The Kunzum Pass to Spiti is in a state of disrepair despite a month long delay in its opening
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The book is called Kalkatta Chronicles for a reason—this is the Kolkata of the non- Bengali speaking population, hence the spelling. Supriya Newar brings together her memories of growing up in a joint Marwari family in North Kolkata in a time before digitisation, malls and instant mobile connections. She describes a time when the Marwaris, a few generations down from Rajasthan were trying to fit into their surroundings and connect with the Bengali babus. Each of the stories centres round an object or a person ranging from the bespoke tailor to the liftman to the itinerant bookseller with his sack. Most of the vendors would walk into the homes where doors were never shut during the day with an abrupt ‘Ram Ram!’ by way of greeting.
The people have borrowed their mannerisms from the Colonial times without even noticing it, as Newar mentions in her introduction. The family tailor who would arrive with the tape around his neck from Metiabruz and would squat under the fan taking measurements was common to many families though most Bengali men, unlike the Marwaris, did not use his services.
Lifts operated by liftmen and struggles with the phone were part of everyday life in the sixties and seventies— though the lifts where you are expected to walk rather than ride down still exist in many buildings. Shouting over the phone, of course, has not ended with doubtful cellular connections and call drops. Newar talks about new text and exercise books being covered in brown paper at the start of a new school year, something that still lingers in every household with a school-going child, though perhaps the slit in the wall Metropolitan Book Store is no longer in such demand. Yes, loadshedding—that poetic Calcutta name for power cuts—is mercifully extinct and households do not unite with candles and hurricane lamps in the evening. Train journeys are much the same for all families minus their rolls of bedding but the experience does deserve to be preserved for newer generations who travel alone or in twos and threes without vast tiffin carriers shared among everyone in the bogey and antakshari—travel has become more suspicious these days with the taint of drugging always in the air.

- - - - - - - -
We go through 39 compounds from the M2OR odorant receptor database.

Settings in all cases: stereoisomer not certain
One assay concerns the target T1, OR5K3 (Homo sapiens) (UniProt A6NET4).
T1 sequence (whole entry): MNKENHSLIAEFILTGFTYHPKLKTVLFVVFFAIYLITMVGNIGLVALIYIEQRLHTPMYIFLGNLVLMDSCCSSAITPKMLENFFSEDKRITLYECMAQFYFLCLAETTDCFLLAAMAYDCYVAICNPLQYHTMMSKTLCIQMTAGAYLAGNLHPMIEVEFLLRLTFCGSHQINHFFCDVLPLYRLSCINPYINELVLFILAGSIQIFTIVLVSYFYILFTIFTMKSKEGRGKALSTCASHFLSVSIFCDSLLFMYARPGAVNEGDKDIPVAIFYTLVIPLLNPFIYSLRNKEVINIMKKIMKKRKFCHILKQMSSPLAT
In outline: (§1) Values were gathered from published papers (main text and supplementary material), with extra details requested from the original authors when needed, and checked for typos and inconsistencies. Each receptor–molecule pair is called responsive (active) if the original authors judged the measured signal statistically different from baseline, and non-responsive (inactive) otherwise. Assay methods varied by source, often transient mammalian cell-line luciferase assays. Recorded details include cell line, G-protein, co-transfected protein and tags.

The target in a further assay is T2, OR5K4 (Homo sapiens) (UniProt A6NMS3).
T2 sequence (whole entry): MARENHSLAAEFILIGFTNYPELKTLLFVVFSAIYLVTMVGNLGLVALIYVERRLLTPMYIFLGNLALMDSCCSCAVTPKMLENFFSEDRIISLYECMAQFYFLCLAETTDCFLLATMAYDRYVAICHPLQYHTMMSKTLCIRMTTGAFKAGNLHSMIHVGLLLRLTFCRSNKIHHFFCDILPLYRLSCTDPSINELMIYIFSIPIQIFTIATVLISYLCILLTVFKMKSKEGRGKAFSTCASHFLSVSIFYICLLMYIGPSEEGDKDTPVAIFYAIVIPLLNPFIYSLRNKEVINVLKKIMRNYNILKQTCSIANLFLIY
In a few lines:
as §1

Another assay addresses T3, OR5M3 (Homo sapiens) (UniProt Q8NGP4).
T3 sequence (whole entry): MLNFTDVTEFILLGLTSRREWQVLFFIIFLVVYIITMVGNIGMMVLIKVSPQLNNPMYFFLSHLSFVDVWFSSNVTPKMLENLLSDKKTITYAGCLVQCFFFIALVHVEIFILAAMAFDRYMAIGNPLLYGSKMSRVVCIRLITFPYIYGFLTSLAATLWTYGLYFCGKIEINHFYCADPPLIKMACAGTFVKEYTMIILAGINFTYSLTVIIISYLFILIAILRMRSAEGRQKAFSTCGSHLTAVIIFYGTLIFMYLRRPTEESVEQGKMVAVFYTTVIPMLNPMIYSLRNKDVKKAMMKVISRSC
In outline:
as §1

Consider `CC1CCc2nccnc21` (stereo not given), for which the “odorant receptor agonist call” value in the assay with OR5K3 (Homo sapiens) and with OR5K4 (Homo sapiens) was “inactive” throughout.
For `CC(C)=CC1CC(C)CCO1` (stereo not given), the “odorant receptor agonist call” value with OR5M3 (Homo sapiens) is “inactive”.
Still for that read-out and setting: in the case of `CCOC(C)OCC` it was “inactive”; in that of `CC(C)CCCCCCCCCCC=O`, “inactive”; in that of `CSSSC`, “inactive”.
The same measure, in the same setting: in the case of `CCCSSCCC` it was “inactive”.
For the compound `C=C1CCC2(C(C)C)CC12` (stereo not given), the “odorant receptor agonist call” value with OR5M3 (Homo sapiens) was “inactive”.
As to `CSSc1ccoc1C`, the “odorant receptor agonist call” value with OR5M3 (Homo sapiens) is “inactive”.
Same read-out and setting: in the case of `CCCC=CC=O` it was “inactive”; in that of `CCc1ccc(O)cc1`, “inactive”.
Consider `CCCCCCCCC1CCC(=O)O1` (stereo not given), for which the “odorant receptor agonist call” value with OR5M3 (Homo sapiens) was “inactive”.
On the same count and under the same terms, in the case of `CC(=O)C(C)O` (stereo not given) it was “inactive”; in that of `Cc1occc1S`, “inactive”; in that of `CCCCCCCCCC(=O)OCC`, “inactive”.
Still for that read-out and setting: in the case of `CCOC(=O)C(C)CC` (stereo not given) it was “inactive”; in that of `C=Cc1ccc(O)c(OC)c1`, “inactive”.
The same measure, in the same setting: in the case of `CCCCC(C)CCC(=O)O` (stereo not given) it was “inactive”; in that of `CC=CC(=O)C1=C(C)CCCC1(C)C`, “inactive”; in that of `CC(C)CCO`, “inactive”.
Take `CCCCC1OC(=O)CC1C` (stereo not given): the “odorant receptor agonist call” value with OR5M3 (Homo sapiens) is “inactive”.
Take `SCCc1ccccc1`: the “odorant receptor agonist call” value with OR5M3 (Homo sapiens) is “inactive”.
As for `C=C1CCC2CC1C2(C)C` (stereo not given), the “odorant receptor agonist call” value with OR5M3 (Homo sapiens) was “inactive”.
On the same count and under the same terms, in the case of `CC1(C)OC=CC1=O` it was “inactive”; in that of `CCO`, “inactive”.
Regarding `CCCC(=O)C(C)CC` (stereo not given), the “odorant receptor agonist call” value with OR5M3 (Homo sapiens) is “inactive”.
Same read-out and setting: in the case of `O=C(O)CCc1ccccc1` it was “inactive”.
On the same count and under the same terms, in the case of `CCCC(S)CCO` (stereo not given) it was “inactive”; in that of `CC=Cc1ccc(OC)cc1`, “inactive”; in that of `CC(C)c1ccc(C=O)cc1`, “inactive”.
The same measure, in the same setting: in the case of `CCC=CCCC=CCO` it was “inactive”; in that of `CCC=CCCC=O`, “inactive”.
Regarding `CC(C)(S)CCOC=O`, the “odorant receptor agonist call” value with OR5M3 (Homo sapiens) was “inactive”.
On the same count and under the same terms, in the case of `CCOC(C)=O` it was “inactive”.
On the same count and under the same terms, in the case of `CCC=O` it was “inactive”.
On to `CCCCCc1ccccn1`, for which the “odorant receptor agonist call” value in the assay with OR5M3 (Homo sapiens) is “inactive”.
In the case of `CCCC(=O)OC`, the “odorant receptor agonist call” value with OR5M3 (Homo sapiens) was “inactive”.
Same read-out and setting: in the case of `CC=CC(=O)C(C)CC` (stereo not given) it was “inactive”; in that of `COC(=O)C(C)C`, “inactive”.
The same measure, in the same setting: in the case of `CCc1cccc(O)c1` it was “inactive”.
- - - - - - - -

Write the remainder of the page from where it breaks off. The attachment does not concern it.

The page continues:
Women sitting together and stitching or knitting, laying out papads on terraces in winter and fending off crows with rolling pins. Newar has the details that make for nostalgia (though it would help if an editor at Readomania knew the difference between purl and pearl where knitting is concerned). For those unaware of the intimate details of Marwari households the fact that bahus would sneak off to New Market whenever possible and guzzle rolls at Karco’s— though why not Nizam’s is never explained—despite the ban on garlic at home is fascinating. As is the fact that women who were never schooled taught themselves the numbers on the telephone dial so they could memorise important numbers and call them out in Hindi to the rest of the family when they were old enough to have someone else do the dialling.
Newar’s generation has moved from North Kolkata to bungalows and complexes in the South so the bustle of traffic around Howrah Bridge and the tension of seeing family members or guests off at Howrah station has lessened. What she records are the rituals of a way of life where small things were of great importance, something that has lost its relevance in a more casual, less connected time.
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